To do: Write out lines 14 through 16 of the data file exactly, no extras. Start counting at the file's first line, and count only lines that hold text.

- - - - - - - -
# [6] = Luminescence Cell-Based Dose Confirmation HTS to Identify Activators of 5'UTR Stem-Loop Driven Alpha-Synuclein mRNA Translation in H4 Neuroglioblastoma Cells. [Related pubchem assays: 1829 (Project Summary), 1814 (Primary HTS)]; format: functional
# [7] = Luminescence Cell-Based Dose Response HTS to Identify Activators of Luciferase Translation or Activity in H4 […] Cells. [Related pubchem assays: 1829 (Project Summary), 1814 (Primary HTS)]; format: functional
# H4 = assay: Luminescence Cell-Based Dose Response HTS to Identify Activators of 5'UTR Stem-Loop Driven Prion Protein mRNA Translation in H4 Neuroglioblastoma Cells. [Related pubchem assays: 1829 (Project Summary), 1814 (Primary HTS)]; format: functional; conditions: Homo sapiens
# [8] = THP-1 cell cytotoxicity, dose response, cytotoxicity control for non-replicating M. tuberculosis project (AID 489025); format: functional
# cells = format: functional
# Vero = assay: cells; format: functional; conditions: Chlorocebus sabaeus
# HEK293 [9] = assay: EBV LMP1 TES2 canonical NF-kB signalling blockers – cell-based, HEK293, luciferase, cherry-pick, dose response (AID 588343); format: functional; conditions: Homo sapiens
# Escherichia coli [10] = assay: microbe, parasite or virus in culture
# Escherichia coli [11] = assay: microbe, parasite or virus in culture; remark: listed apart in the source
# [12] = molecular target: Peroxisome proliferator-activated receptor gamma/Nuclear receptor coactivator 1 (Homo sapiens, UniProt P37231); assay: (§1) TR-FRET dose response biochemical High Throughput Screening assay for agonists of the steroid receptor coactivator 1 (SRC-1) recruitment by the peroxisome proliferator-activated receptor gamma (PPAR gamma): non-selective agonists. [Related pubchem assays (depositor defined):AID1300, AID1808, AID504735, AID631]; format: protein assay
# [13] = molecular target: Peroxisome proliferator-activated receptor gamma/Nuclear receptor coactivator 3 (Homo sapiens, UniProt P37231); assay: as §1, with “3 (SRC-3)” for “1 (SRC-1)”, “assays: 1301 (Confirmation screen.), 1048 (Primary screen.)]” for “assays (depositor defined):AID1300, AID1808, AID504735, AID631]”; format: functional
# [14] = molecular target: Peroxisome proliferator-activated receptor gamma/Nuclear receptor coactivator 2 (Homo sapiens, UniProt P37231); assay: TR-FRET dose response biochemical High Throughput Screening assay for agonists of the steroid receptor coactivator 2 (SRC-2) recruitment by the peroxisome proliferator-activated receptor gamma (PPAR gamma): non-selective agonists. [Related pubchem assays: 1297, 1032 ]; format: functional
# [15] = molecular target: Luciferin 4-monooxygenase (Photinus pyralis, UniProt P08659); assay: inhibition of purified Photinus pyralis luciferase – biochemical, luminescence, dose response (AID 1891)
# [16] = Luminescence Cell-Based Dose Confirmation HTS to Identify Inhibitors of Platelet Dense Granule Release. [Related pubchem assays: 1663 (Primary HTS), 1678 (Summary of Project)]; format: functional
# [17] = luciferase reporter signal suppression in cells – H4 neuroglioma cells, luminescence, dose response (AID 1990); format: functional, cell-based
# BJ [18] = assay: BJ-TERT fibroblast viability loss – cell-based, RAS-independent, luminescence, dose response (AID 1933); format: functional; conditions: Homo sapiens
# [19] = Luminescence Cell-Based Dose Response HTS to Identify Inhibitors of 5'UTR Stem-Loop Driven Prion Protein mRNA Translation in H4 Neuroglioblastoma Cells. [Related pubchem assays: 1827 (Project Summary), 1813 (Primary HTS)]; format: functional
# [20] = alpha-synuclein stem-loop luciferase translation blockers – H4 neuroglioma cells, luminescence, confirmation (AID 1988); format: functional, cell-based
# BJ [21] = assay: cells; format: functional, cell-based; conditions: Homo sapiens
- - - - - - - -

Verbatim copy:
# [16] = Luminescence Cell-Based Dose Confirmation HTS to Identify Inhibitors of Platelet Dense Granule Release. [Related pubchem assays: 1663 (Primary HTS), 1678 (Summary of Project)]; format: functional
# [17] = luciferase reporter signal suppression in cells – H4 neuroglioma cells, luminescence, dose response (AID 1990); format: functional, cell-based
# BJ [18] = assay: BJ-TERT fibroblast viability loss – cell-based, RAS-independent, luminescence, dose response (AID 1933); format: functional; conditions: Homo sapiens